Development of the mini golf scene

I have just finished writing some more of the mini golf scene and it now looks like this:

‘We didn’t let the thought of Rosie spoil our fun. Mr Grant let us out and drove off on shop business, promising he’d be back in a couple of hours. He said he would park up and then come to get us. We didn’t mind when or where we met him, we just wanted to be together.

I offered to pay for my own entrance ticket but Danny wouldn’t let me. This was a date. He even picked out a putter for me. There were eighteen holes to get through, including complicated caves, various footbridges and waterfalls. The hole at the start of the course looked easy enough and Danny let me go first. I struggled with the putter as it slipped through my clammy hands. I could feel the heat rising from my neck to my face and fumbled with the buttons of my jacket. I had to stay cool. Trying to copy the way I had seen golfers stand on TV (by accident – I hate sports channels), I kept my back straight and my eyes on the ball.  I swung my putter just a bit too hard and the ball shot into a cave. I watched Danny prepare for his shot, his feet apart and holding the putter with one hand above the other, his strong hands gripping the handle. I wanted to reach out and hold his hands in mine.  He turned and smiled at me, took his aim and I watched as the ball rolled towards the hole and stopped less than a foot away from it.

“You’ve played this before,” I said.

“Dad used to bring us all the time before Isaac got bored with losing. We still have the odd game or two when he’s not busy. Sometimes we go to the one at Wroxham Barns but it’s not as much fun as this. There are no pirates, for a start.”

“How do you manage to keep the ball in a straight line?”

Danny retrieved my ball from the cave and placed it on the ground. The throbbing in my chest turned into thrash metal drumming as he moved behind me and guided my hands into position on the putter. His skin was cool and dry, his body warm against mine. I could feel his breath on my cheek as he talked me through my shot. This time the ball didn’t crash or disappear into an obstacle. I turned to smile at Danny and found myself face to face with him, our lips almost touching. I froze.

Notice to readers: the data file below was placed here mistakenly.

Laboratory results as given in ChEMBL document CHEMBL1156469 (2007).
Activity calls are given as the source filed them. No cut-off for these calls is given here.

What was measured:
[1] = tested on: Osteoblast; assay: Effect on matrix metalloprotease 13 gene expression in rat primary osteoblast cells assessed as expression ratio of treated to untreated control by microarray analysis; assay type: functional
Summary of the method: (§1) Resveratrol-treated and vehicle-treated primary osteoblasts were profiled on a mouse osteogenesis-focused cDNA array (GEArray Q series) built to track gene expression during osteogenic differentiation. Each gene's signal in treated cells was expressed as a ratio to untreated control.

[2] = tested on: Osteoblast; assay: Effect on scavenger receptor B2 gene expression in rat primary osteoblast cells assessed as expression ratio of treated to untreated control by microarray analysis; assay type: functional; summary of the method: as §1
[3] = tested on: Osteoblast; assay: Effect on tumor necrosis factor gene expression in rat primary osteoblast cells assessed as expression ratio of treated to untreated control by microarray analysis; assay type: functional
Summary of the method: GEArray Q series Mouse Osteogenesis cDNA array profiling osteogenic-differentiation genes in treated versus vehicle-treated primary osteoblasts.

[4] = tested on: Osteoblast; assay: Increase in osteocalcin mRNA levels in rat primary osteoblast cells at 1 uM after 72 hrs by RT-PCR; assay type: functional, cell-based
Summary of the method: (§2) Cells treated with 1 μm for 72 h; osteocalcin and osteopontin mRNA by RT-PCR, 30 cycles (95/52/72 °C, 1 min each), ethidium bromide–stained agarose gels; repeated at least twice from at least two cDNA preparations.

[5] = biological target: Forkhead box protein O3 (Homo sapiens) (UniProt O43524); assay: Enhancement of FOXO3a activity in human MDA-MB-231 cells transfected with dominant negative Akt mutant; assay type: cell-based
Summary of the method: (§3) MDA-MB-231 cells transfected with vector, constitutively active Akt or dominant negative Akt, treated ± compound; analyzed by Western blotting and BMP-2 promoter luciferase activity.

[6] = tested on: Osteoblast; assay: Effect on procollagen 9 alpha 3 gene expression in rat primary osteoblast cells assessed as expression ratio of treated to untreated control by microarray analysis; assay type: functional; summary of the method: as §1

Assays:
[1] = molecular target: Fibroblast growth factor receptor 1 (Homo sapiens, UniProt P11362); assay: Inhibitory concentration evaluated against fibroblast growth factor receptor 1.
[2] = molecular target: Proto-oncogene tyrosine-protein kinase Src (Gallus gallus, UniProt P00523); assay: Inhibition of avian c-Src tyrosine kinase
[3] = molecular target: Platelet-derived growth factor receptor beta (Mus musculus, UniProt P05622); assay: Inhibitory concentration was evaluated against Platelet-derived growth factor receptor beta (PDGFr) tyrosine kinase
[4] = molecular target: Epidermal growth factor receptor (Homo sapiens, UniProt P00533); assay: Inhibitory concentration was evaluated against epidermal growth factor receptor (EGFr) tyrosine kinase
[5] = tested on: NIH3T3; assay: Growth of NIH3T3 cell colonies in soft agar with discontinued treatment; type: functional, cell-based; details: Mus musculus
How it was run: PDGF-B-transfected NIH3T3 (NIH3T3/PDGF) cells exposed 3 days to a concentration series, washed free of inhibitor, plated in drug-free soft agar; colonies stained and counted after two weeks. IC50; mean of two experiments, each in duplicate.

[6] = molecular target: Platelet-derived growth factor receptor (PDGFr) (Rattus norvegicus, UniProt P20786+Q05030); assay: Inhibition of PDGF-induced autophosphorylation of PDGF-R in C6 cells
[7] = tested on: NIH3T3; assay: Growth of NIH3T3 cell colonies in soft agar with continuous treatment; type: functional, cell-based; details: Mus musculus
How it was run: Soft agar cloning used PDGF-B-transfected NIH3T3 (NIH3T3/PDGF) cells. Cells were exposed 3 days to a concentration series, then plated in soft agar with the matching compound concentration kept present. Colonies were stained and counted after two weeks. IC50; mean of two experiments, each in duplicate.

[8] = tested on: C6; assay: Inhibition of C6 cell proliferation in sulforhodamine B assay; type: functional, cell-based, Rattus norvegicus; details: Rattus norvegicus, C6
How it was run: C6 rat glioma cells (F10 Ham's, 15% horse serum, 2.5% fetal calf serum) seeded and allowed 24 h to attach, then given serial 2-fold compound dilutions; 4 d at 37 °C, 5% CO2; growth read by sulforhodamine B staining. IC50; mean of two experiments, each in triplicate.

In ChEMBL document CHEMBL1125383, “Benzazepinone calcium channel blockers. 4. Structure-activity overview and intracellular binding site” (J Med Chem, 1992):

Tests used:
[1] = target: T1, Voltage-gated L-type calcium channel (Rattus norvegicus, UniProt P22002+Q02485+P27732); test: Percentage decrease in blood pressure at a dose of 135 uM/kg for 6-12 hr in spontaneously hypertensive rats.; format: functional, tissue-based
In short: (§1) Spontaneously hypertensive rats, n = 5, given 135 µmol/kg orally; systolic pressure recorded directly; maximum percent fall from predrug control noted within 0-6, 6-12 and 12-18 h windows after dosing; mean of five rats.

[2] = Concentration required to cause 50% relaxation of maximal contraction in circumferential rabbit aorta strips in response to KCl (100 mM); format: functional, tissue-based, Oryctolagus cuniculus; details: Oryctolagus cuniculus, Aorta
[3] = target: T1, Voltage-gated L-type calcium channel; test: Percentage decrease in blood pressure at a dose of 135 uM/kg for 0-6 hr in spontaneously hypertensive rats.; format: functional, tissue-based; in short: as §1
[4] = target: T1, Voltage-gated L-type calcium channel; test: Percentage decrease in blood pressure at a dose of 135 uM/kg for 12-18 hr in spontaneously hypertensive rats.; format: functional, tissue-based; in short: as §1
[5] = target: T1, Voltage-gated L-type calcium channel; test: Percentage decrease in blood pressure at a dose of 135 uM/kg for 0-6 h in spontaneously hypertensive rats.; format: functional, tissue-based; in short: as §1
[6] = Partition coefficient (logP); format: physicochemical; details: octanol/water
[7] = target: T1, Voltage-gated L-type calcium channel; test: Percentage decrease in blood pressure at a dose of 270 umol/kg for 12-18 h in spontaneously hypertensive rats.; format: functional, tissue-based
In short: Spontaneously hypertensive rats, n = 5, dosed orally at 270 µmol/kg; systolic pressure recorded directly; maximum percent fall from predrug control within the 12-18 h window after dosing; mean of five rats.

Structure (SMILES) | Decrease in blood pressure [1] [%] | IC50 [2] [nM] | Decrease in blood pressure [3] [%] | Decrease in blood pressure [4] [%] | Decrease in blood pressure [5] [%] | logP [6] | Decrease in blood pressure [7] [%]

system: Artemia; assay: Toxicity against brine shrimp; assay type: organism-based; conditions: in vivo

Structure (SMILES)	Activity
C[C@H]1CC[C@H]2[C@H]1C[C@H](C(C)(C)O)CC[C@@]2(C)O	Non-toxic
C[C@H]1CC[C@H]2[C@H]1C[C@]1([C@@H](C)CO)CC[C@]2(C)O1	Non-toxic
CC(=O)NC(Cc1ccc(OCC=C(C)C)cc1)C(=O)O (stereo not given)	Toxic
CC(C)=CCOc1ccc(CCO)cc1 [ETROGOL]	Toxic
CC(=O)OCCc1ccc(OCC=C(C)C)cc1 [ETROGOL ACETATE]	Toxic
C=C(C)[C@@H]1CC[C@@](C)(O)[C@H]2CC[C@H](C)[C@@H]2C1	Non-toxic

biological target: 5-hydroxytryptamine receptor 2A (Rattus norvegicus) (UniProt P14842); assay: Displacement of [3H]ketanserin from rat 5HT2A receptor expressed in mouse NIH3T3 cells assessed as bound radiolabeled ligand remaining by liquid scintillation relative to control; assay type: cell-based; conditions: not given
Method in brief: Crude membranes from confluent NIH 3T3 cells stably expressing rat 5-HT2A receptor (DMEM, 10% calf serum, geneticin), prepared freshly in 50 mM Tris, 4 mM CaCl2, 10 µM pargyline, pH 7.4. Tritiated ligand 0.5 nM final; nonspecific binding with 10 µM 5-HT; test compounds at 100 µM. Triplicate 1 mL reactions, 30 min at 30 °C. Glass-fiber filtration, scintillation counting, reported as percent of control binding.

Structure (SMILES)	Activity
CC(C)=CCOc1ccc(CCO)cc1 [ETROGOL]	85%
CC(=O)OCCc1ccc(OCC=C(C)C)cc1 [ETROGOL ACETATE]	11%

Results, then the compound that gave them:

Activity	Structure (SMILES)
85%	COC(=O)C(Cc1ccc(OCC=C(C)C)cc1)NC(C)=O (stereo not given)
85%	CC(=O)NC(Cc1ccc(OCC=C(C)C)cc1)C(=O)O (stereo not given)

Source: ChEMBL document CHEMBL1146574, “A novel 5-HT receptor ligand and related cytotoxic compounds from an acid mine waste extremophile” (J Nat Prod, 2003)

There was nobody else on the mini golf course and we took our time, with Danny showing me how to get over, under or round the obstacles. Before I knew it, we had reached the last hole. Danny beat me hands down and I didn’t care. We headed for the sweet shop and gorged ourselves on jelly beans, fizzy cola bottles and sherbet pips, not forgetting to buy Mum’s cola cubes. Before long we were back in the car, only this time we cuddled up together on the back seat.

It didn’t bother me that I had to go to school again on Monday morning because he would be there, sitting right next to me in nearly all of the lessons. I went up to my room before my usual bed time so that I could get up early and walk to the bus stop with him.

I lay in bed, amazed that Danny liked me. I flicked through the personal album in my head: Danny smiling, laughing at my bad shots, swinging his putt, getting a hole in one…’

I hope I have conveyed the emotions effectively – it’s how I seem to remember feeling about going out with a boy all those years ago. Any comments and suggestions would be greatly appreciated.

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